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Publication numberUS2038671 A
Publication typeGrant
Publication dateApr 28, 1936
Filing dateDec 6, 1930
Priority dateDec 6, 1930
Publication numberUS 2038671 A, US 2038671A, US-A-2038671, US2038671 A, US2038671A
InventorsOlan Mary Ellen
Original AssigneeOlan Mary Ellen
Export CitationBiBTeX, EndNote, RefMan
External Links: USPTO, USPTO Assignment, Espacenet
US 2038671 A
Abstract  available in
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Claims  available in
Description  (OCR text may contain errors)

A ril 28, 193 TH, CLAN 2,038,671

AIRSHIP Filed D90. 6, 1950 I N VEN TOR.

Patented Apr. 28, 1936' T D STATES AIRSHIP Johan W. Th. Olan. Marstrand, Sweden; Mary Ellen Olan, widow of said Johan W. Th. Olin,

deceased Application December 6, 1930, Serial No. 500,539 6 Claims. (01. 244 3 My invention relates to such improvements of an airship which will not only contribute to a relative solidity of structure of the ship but also to/a more effective propulsion and in general to a safer navigation not onlyduring the journey but also on starting and landing .with theship.

I attain these objects .by the several features of novelty-illustrated in the accompanying drawing and hereinafter specified and claimed.

Fig. l is a perspective view of the ship.

Fig. 2 isa skeleton view of the airship, show-, ing the novelty of the longitudinal central channel serving not only as the chief part of the skeleton of the airship but also as an integral part in the system of locomotion or propulsion I use for the ship.

Fig. 3 is a water anchoreventually ballastcarrier of the ship.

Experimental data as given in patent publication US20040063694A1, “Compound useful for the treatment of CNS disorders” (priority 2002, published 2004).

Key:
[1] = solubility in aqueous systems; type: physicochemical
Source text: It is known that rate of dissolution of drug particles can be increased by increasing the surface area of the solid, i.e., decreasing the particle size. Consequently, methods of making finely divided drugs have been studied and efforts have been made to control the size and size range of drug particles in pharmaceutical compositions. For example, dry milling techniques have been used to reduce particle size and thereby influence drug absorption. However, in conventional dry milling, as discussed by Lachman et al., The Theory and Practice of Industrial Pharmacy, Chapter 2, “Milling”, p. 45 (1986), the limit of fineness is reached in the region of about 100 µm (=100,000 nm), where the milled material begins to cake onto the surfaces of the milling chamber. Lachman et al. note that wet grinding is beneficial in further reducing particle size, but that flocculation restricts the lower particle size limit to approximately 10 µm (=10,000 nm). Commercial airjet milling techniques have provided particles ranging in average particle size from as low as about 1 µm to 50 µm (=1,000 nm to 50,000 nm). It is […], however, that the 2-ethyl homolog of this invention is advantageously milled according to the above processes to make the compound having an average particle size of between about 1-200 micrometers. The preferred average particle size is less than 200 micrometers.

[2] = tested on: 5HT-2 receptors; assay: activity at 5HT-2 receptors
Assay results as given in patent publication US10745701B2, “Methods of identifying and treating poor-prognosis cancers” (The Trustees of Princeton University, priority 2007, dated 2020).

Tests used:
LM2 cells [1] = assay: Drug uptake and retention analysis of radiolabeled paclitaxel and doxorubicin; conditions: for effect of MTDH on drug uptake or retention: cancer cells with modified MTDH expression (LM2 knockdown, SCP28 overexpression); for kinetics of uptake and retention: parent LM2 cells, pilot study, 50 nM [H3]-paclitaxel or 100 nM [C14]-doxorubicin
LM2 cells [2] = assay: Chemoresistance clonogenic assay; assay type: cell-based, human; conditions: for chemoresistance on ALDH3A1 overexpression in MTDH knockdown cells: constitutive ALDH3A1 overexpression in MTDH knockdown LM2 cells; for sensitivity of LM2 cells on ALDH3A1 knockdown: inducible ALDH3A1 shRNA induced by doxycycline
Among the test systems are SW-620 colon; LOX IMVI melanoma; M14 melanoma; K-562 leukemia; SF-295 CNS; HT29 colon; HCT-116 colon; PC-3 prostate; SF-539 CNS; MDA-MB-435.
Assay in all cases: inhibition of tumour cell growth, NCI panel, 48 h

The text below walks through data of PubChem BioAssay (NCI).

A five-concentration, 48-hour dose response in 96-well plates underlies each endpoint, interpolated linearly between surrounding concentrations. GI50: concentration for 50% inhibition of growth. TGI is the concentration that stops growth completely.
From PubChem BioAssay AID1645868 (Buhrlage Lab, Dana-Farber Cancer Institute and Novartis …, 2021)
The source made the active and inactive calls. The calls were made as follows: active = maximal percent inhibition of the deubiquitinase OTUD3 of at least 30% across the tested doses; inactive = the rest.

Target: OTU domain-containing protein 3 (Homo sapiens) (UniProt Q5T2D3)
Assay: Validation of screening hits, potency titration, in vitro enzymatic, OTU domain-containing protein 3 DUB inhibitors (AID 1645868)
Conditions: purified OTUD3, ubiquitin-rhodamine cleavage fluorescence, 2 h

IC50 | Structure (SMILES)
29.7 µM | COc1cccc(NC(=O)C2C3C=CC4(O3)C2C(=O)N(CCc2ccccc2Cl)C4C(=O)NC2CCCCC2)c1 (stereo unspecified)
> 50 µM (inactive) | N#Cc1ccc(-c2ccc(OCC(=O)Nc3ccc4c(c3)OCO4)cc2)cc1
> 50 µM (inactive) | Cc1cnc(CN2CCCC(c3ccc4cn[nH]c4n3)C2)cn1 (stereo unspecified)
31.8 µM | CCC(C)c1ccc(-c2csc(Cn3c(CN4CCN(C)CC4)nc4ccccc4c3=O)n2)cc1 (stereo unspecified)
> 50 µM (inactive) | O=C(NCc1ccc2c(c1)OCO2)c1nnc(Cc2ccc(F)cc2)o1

Figs. 4, 5', 6, 7, 8 and 9 are detail views of integral parts of the structure of the ship.

Similar letters refer to similar parts throughout the several views. 1

, The'central channel a is composed of sectional tubes 1) rigidly secured to each other so as to constitute a solid and strong central part of the skeleton of the ship. Said tubes I preferably make of hard aluminium, wood, very thin steel or other suitable material which will with lightness-combine necessary strength. When wood is used in the tubesb I preferably make them of spirally and crosswise wound veneer layers solidly glued or'otherwise fastened together whereupon I give to the tube a finishing coating or surrounding of steel (steel'wire or thin sheetsteel) suitably wound or aflixed around the tubes. At the ends of the tubes I solidly affix the metal rings; c of necessary strength to allow a solid and rigid mechanical combination of the tubes the one with the other. Said end-rings c I also afiix at the ends of the tubes when they are made of hard-aluminium or steel'and' when the whole cannot conveniently be made one single piece. To the ends of the channel proper I solidly affix the machinery compartments containing not only the mostly widened or funnel shaped entrancesltothechannel but also the machinery for propelling'the ship, the tanks for fuel and finallylspace necessary for the attendants and navigators.

At each end of the channel system I convenie'ntly mount a propeller'which is brought into operation by any suitable motor in a corresponding way asisbeing done infront of modern flying-machines.

When underthe rotation of the propeller in front the air is, being sucked or pressed into the channel a there will arise all the timea tendency for attenuation of the. air in front of the vessel and whenzthe propeller behind receives the Compressed air from the channel and presses it further away behind the vessel, there arises a tendency for increased pressure from behind. In such a way adverse wind or the air-pressure. when full speed is used will not; have the same 10 tendency: to lessen the progress of the airship as in reference toairships heretofore 'in use. Furthermore, since the propellers are exercising their effect directly in the line of motion their total eifect per unit of expended energy will be larger than on airships where the propellers are being worked from the gondolas'underneath the ship.

;In 'order furthermore to increase the effect of the propulsion I in some cases use a frontpropeller in which the blades have an oblique position with reference to the axle as shown in Fig. 4

which will cause a' kind of suction of air along the sides of the airship (comparable with-the eddies in a river) and in the direction of the forward movement of the ship whichevidently will further and advance said movement.